Oh prom night.  The event Hollywood oversells as the zenith of your teenage years.  Unless you’re in a coma, there’s no excuse to miss it.

It’s supposedly the magical pinnacle of high school where girls become women.  The dress has to fit.  The shoes need to be just right.  Plus, that limo driver better be smokin’ hot or funny.

I mean, girls drop hundreds and even thousands of dollars to make prom the Best. Night. Ever.  Forget the dress, I’m talking about the radical makeover girls undergo without the help of a fairy godmother.  Okay, maybe mom or dad’s wallet.  You get the drift.

So, there’s a reason why the girls of Mercy High School want a say in who they can and cannot bring to prom.  The date MAKES or BREAKS prom.

FOX 61 reports that the all-girls catholic high school is under pressure to throw out its old prom guidelines because of their restrictions.  Under the current rules, girls can only bring a member of the opposite gender to the dance.

The girls of Mercy High say there’s no valid explanation that can support upholding such an antiquated restriction.

A senior named Allison launched an online petition, calling for the Sisters of Mercy to have a change of heart.

She wrote

“I’m aware I attend a private, Catholic school, and not all the laws for public schools apply to us, however, it seems unfair to limit LGBT+ student’s activities and not treat them with the acceptance that public schools show them.

In my opinion, Catholics should strive to be like Jesus and accept all of God’s children with the same love and compassion they would show to their own children, and all students should be allowed to bring whoever they want to Prom.

It seems the school administration didn’t approve of the petition and had Allison shut it down.  It was 600 signatures shy of reaching its 2,500 goal.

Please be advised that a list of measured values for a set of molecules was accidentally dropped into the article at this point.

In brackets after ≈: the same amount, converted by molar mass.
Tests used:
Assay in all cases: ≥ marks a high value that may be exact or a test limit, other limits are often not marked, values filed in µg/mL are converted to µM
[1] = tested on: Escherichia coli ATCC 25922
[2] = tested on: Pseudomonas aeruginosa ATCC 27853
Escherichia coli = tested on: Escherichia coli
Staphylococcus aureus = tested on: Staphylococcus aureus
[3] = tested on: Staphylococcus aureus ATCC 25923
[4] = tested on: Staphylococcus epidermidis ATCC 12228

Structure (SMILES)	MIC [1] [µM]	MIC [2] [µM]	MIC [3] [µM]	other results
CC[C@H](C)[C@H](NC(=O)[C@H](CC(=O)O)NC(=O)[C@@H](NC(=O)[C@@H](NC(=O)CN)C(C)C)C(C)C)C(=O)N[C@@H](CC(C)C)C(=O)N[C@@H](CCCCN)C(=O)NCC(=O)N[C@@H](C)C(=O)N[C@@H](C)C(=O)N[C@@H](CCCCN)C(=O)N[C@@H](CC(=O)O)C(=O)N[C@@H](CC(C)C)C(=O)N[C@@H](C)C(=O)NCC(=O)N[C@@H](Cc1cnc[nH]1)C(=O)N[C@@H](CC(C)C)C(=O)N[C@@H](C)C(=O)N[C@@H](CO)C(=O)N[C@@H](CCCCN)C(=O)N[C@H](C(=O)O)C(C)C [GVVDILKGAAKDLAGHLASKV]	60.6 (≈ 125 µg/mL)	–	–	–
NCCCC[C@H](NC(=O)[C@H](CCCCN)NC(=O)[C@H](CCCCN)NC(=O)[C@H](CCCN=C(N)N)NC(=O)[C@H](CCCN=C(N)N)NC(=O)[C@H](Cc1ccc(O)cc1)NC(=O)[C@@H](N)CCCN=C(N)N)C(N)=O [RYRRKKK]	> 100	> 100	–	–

But the issue refused to die.  Someone unaffiliated with the school launched another one, which has already garnered 1,000 signatures.

Despite that, Sister Mary McCarthy, President of Mercy High School, refuses to budge.  She released a statement that read:

“Mercy’s practice relative to prom attendance has been, and continues to be, that Mercy students are permitted to attend alone or in the company of a friend or friends of their choosing. […] In this tradition, the expectation has been that a Mercy student’s date be male. These limitations are premised both in preserving the spirit of the prom as a safe and enjoyable experience for the students of Mercy, as well as recognizing and adhering to the teachings of the Church.”

Look, I am a graduate of Mercy High (class of 2006) and I see both sides to the argument.

First, it’s a lot of money to attend so it is a privilege to wear the uniform.  Maintaining the school’s integrity should be a student’s priority.   To some, this petition is shining a negative light on Mercy on a national scale.   Numerous people are embarrassed and I can see why.  I’m also troubled by the sheer amount of consternation this story has caused.

Second, a private school offers less restrictions than a public school, such as the absence of rigorous standardized testing.  Teachers get to enjoy a little more freedom, which has a spillover effect onto the classroom.  Smaller class sizes and a focus on spirituality are big selling points to parents.  Some students have attended Catholic institutions all their life because of this.

And let’s not forget some parents are angry that public institutions are becoming so “radicalized” in terms of “making everyone happy.”  They want their child to attend a school that focuses more on education and less on safe spaces and political correctness.

Lastly, people on Facebook are denouncing the petition because the students are attending a private institution.  If they don’t like the rules, they should leave.  They believe it’s the school’s right to abide by its own rules.

However, the other side argues that if Mercy is truly an institution that focuses on acceptance and tolerance, this rule refutes that.  Others are saying that Mercy has always been a progressive and forward-thinking institution, so it’s time to be a leader once again.

A majority of millennials and the younger generation now support LGBT rights.  Even the Pope is calling for the Church to respect and embrace the LGBT community.  It’s evidence that a cultural shift is imminent.

So, to them, Mercy has a lot of soul-searching to do to figure out where their priorities lie.

But who wins in an argument like this?  Personally, no matter which side prevails in the end, a lot of people are going to be unhappy.  The big question is: will it be the administrators or will it be the students?

What do you think? Comment below